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Downtown Seattle sees influx of new, returning residents

Months after COVID-19 created a mass exodus, it appears more people are now moving back to the area.

SEATTLE — New data from the Downtown Seattle Association shows people are moving downtown in droves

Months after COVID-19 created a mass exodus, it appears more people are now moving back to the area.

The Downtown Seattle Association says more than 98,000 people now live in downtown Seattle, breaking a previous resident record set in 2019. The data also shows downtown’s population increased by 38% over the past five years.

"We've had a significant investment in development of new apartments, but also new condos over these last two years," said Jon Scholes, president and CEO of the Downtown Seattle Association. 

More than 6,400 housing units are expected to open by the end of 2021, with nearly 5,600 more opening in 2022.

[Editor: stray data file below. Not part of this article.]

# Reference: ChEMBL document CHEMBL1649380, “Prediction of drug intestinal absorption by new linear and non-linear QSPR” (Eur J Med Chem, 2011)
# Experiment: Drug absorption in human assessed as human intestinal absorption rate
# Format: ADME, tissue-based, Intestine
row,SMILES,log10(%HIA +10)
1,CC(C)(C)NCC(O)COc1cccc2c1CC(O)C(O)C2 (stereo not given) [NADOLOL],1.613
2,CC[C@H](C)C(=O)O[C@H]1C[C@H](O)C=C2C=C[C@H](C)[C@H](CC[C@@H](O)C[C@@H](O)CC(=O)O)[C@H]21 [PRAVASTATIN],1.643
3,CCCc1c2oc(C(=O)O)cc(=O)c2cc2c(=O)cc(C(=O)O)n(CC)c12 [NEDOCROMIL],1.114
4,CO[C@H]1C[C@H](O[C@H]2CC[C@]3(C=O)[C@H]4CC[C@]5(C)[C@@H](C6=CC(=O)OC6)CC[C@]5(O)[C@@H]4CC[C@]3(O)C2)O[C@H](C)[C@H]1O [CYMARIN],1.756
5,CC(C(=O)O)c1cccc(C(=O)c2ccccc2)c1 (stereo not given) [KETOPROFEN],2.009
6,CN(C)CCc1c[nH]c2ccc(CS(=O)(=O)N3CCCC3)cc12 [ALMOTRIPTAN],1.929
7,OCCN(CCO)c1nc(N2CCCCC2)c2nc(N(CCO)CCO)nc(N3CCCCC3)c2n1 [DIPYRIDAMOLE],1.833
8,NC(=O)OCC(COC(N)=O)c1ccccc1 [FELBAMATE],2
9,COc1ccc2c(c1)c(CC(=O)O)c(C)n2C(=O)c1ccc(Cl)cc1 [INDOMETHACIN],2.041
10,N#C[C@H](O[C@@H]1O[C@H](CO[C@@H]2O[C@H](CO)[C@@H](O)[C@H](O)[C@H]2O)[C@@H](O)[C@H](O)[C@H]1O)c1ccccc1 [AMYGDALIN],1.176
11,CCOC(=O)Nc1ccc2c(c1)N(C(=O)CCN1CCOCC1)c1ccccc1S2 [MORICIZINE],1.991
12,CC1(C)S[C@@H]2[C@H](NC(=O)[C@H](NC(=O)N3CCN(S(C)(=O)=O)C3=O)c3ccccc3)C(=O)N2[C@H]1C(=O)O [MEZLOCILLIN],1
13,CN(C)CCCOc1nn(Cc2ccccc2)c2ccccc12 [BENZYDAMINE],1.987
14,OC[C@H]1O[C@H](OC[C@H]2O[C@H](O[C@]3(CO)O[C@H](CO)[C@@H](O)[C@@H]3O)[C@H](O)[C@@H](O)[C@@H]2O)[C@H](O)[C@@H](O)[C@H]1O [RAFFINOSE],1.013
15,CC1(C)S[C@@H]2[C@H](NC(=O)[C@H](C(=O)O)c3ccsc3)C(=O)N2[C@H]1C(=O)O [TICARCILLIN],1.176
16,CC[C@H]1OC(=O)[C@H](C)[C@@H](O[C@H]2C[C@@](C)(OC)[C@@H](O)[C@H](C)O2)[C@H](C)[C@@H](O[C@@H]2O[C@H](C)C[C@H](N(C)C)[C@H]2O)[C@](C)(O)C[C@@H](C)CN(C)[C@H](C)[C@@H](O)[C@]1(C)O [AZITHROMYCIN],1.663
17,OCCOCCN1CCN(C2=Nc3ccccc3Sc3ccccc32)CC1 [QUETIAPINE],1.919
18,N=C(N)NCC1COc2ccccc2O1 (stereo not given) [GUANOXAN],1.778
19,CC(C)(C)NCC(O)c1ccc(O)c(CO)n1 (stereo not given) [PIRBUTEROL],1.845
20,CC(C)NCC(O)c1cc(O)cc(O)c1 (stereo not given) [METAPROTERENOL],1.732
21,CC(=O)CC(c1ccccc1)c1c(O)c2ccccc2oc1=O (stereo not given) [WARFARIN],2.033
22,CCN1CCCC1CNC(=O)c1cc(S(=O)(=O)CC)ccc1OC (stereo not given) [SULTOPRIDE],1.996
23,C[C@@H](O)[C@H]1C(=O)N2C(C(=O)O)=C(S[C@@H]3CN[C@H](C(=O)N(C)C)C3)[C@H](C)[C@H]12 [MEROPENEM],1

“Soon, we'll have more than 100,000 people that live downtown, so one of the largest residential populations of any downtown across the U.S," Scholes said.

This massive influx of residents comes after a challenging time in 2020, a pandemic-plagued year that saw violent protests and the closure of many businesses. 

“We still no doubt have significant challenges ahead of ourselves but no city has gotten better by people leaving and abandoning or not showing up," Scholes said, adding there were a number of businesses that didn’t survive the pandemic, but the grand majority are still open and ready for customers. "Downtown Seattle is on its way back. And you know, we still have a lot of work ahead, getting office workers back." 

The future of Seattle will require the resurgence of the downtown area, Scholes said. 

"A healthy city requires a healthy downtown," Scholes said. “I've not been to a great city around the world or around the country where the urban core wasn't thriving.

"As our downtown reopens, people want to be close to restaurants and Arts and Culture and Sports and Entertainment and have that city life and that city experience." 

Scholes said the return of city life is evident to anyone who steps foot in downtown Seattle. 

"We're headed in the right direction," he said. "And if you're down on the sidewalk in any part of downtown today, I think you will attest to that and feel that there's a lot more vibrancy. And you'll see a lot more people than you did two, three months ago and that's a good thing. We look forward to welcoming more folks down."